When I was living as a Street Person, under the open sky and in the weather, I came to deeply understand, experientially, the nature of fear. I also learned how to overcome it. And today I fear very little. This leads to an interesting question: What came first, my loss of fear or the Good Life that I am enjoying?
The so-called “Law of Attraction” has gotten a lot of attention in recent years. I call this phenomenon the Process of Personal Creation — and it doesn’t always “work” the way it is “advertised” when it is called the “Law of Attraction.”
In my life there has been no greater challenge than the challenge of relationships. I am speaking here now of romantic relationships, although all of my relationships—parental, familial, personal, business—have been a test for me from the very beginning.
So I'd like to look at a question this week that people all over the world, people of all faiths and traditions, have been asking for a very long time. For over 2,000 years, in fact...Who was this man called Jesus?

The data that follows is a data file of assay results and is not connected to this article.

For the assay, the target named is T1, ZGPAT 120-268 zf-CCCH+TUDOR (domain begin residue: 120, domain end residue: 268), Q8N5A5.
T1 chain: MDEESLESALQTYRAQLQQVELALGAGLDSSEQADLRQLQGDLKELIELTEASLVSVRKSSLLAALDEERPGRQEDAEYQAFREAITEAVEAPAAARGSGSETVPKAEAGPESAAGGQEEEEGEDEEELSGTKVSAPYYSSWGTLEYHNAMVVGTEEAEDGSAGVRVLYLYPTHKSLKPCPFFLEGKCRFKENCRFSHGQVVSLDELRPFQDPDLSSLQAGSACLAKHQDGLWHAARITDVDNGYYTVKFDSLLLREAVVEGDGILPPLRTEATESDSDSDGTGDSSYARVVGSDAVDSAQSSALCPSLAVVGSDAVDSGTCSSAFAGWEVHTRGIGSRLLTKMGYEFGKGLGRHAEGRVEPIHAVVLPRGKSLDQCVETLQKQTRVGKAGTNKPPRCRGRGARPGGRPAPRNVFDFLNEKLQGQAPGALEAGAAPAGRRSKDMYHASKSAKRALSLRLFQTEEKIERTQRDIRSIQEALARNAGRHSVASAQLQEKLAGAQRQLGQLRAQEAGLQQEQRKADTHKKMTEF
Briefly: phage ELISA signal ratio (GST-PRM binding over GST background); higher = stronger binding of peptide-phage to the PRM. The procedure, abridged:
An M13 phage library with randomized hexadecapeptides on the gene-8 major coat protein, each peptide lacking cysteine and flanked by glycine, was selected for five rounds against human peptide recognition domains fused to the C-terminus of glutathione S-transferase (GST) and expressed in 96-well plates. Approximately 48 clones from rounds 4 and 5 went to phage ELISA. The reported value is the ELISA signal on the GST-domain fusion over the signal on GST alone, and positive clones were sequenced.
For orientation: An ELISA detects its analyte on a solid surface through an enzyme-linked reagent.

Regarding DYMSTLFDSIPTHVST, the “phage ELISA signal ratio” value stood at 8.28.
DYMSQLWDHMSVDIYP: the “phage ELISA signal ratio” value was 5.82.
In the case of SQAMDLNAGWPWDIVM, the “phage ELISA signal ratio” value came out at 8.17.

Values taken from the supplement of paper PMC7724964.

I spoke in this space last week about the fact that loneliness is the biggest social issue on our planet today. I said that we’ve been living in a world of increasing isolation, where extended families have been disappearing and the opportunities for closeness with others have been vanishing.
I was re-reading When Everything Changes, Change Everything the other day and I was deeply impressed again (as I was the first time around) with its statement that there are two sentences that can change your entire life. These are two sentences that you will want to remember verbatim. I mean, really remember. As in, never forget.
Many humans have been told that What God Wants is for sexual union to be experienced only with one’s spouse for the purposes of procreation and the expression of love. One result of this teaching: Millions of people believe that sex may absolutely never be experienced in any way that deliberately prevents conception, and that while sex is wonderful, to experience sex simply for pleasure with no possibility of procreation is against the will of God and, therefore, “unnatural,” immoral, shameful and a giving in to baser instincts.
The combining of pleasure and shame in this construction has produced chronic emotional confusion: wonder, excitement and passion, yet embarrassment, fear and guilt, about sexual desires and experiences.